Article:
Option #1 Not sure of your location and what is accessible, but the quickest and easiest (and possibly least expensive) would be to go to your local Walmart, Sears, Lowes or Home Depot ... or other department- or home goods-type store ... and go to the section where they have the floor mats. You may see outdoor and kitchen floor mats in the same section; the kitchen type are your best bet, as these are designed for with those standing in one place for a long time (as in washing dishes) in mind. Look for the thicker variety, typically made with some kind of foam or gel material. Try them out right there in the store and pick the one that makes your feet say "ahhhh!".

Option #2 You could also try some of these suggestions, offered as examples of different types, material/construction, and pricing:

  • Better Homes and Gardens ProChef Comfort Chef Mat available at walmart.com
  • the "original gel-filled comfort mat"available at gelpro.com
  • anti-fatigue mats, runners, and other options available at globalindustrial.com and floormatcompany.com
  • rubbercal.com
  • sears.com
  • Royal Anti-Fatigue Comfort Mat available at amazon.com

Option #3 You may also want to consider foot orthotics, such as is available through places like the Good Feet Store (goodfeet.com), for proper arch support - critical for those whose daily activity require or involve being on your feet for extended periods of time.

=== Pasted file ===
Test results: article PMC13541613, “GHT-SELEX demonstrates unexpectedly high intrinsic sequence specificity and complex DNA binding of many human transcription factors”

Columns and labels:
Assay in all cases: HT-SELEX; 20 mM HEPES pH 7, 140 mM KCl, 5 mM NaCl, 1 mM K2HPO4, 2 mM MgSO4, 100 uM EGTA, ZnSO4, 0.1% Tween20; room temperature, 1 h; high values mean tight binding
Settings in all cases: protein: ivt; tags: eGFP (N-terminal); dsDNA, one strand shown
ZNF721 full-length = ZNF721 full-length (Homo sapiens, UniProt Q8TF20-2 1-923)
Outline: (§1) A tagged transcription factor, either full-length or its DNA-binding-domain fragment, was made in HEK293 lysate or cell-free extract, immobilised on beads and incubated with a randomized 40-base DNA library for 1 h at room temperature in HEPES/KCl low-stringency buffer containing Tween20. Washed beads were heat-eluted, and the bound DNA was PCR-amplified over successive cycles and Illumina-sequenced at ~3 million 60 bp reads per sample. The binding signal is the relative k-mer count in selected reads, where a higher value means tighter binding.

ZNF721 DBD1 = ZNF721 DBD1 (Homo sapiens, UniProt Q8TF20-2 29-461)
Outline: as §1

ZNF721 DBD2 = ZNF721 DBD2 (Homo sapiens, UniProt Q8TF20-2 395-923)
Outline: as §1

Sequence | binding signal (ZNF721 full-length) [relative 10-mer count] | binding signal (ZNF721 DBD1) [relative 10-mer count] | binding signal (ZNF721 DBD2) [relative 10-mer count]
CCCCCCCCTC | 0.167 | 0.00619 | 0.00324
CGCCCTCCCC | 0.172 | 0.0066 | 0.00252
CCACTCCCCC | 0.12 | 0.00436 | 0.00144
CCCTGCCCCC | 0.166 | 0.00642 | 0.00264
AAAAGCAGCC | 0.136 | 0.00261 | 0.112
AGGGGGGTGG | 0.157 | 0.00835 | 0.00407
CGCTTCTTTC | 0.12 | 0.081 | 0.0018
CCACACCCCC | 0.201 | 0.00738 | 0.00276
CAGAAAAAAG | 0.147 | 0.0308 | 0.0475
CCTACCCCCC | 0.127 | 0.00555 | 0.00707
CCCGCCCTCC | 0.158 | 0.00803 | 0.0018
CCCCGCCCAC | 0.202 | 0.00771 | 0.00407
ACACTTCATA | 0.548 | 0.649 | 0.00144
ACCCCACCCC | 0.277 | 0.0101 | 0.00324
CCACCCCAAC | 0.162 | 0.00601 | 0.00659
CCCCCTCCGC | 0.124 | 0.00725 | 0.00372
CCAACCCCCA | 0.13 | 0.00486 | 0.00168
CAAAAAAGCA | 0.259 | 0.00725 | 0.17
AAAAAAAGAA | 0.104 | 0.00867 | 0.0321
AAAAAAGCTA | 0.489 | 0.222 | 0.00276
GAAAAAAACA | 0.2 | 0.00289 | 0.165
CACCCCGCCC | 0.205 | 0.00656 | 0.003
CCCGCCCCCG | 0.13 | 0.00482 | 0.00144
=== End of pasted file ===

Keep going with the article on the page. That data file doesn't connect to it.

Hope this is helpful!


I know that people often say just use something soft, but anti-fatigue mats are more than just soft surfaces. They work by encouraging small movements of your joints and muscles which aides blood flow, reduces swelling in the lower limbs and reduced pain. (Source: www.firstmats.co.uk)

Standing on a soft surface may offer some relief, but an anti-fatigue mat will probably work out as a good investment if you're on your feet a lot.


Cheapest option with all the benefits listed above would be to go on Craigslist and search under “salon equipment”! Then look for salon chair mats. They are exactly like the anti-fatigue mats used by chefs except they are larger (I.e. large enough for the entire width of the desk). The reason they’re the same is bc they were made for the same purpose of standing all day doing hair. Tip: most salon owners are willing to go down on price bc most likely the mats are coming from failed salons and there are a lot of those on Craigslist. The owners just need the space cleared. Anyways, good luck! 🍀 The one below is only $40 enter image description here


Cell Inserts as user "Stan" recommended are very good for this, but if there are few contact points you can have the gel disks people use to move heavy furniture.


The cheapest and easiest solution is to use a cushion filler, with or without a fancy cushion cover, those ones that are soft fibrous inners with a soft outer white covering which you use to put in your own cushion covers. Link below shows example


and these cheap ones flatten down real quick, which is good if you want to stand on it. They come in larger sizes... I use these in bed under my heels because they get tender in the night.

Your Answer

By clicking “Post Your Answer”, you agree to our terms of service, privacy policy and cookie policy

Not the answer you're looking for? Browse other questions tagged or ask your own question.